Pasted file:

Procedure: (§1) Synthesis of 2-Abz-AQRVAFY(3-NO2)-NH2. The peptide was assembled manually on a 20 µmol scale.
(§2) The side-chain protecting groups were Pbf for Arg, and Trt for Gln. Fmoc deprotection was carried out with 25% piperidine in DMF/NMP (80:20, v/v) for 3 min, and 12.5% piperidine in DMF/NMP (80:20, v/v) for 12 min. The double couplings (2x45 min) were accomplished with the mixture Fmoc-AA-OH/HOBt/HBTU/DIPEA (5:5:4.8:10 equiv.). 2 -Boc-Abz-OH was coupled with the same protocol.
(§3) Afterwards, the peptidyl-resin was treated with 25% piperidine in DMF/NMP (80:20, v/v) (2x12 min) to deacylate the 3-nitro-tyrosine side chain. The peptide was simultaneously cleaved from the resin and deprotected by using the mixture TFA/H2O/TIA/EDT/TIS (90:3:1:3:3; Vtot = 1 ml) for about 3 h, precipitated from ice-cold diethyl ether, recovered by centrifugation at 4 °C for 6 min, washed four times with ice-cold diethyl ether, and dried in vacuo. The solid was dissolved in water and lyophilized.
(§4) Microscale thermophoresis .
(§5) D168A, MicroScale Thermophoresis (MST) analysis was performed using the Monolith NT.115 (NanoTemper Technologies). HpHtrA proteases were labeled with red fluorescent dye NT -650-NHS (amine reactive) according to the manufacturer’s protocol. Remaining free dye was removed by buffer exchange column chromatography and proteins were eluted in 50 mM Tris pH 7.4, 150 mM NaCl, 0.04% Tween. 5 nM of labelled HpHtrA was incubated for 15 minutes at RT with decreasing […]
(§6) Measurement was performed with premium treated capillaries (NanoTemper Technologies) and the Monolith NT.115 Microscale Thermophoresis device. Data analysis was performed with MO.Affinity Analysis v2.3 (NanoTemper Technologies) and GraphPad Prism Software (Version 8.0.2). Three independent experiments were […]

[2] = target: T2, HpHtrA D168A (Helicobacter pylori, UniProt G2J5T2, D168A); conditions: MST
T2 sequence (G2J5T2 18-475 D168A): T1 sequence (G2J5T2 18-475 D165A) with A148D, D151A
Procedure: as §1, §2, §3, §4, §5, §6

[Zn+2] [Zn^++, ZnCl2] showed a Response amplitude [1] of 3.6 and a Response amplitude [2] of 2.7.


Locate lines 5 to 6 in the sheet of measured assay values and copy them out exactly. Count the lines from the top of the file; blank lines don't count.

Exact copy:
(§5) D168A, MicroScale Thermophoresis (MST) analysis was performed using the Monolith NT.115 (NanoTemper Technologies). HpHtrA proteases were labeled with red fluorescent dye NT -650-NHS (amine reactive) according to the manufacturer’s protocol. Remaining free dye was removed by buffer exchange column chromatography and proteins were eluted in 50 mM Tris pH 7.4, 150 mM NaCl, 0.04% Tween. 5 nM of labelled HpHtrA was incubated for 15 minutes at RT with decreasing […]
(§6) Measurement was performed with premium treated capillaries (NanoTemper Technologies) and the Monolith NT.115 Microscale Thermophoresis device. Data analysis was performed with MO.Affinity Analysis v2.3 (NanoTemper Technologies) and GraphPad Prism Software (Version 8.0.2). Three independent experiments were […]